Ross Noble as a killer clown ticks a lot of the right boxes, with gore galore.
A seriously violent comedy horror, Stitches marks a first feature film role for comedian Ross Noble, as he plays an undead clown determined to get revenge on the little bastards who killed him years earlier.
Noble is actually very good fun, with his performance recalling some of the high points of The League of Gentlemen, and as his scuzzy character goes about his twin fortes of physical comedy and grisly murder, we find ourselves unsure whether to support the murderous harlequin or the wide-eyed youths he is trying to slaughter.
There are a number of things about the script of Stitches that hit that awkward space between black comedy and outright horror that the residents of Royston Vasey have so successfully exploited down the years. The supernatural origins of Stitches himself are great, and some of the kills on show are gleefully gory and inventive.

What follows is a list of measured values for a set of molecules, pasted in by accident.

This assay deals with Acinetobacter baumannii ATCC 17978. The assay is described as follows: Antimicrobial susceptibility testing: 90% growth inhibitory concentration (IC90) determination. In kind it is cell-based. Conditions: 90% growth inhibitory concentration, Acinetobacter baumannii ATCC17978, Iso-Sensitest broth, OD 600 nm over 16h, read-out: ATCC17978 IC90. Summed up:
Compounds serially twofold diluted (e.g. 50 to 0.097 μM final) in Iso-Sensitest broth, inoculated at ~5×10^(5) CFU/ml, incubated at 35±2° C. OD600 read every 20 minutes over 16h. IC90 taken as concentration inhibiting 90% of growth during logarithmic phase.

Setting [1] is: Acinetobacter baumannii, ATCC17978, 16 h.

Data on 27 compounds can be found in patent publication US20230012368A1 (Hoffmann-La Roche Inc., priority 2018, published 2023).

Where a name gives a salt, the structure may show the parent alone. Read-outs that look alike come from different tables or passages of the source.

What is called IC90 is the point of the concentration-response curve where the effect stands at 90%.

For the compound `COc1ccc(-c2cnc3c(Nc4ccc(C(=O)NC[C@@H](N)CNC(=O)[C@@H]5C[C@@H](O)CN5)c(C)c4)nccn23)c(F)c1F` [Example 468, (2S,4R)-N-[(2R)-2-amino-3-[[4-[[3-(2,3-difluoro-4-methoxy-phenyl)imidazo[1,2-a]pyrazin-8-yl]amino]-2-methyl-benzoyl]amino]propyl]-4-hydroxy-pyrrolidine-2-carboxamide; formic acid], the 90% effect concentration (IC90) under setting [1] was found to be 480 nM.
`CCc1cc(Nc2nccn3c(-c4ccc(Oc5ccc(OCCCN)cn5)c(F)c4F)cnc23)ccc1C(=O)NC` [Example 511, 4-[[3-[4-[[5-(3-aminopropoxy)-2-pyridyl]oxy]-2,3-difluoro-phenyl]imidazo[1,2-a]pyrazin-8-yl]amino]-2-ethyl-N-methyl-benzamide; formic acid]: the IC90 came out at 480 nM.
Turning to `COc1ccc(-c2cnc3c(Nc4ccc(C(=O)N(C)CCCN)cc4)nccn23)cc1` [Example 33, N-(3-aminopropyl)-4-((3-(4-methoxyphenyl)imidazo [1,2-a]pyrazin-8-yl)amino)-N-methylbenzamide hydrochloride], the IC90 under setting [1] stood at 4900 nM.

As with any high-concept horror flick, the central idea does run out of steam a little, but the script has a sprinkling of genuine wit throughout it, even before the clown re-enters the picture. The now grown-up kids fit the standard horror archetypes fairly well, although to employ this device un-ironically in the post Cabin in the Woods horror landscape feels like a bit of a waste. The banter between them is fun, and most of them are unlikable enough to get the audience invested in seeing their gruesome ends.
Great fun then, and Noble is more than just a name for the poster as he proves a great fit for the vengeance-obsessed clown. There is plenty of blood ‘n’ guts to keep gorehounds happy, and enough comedy in the script to make this an entertaining diversion.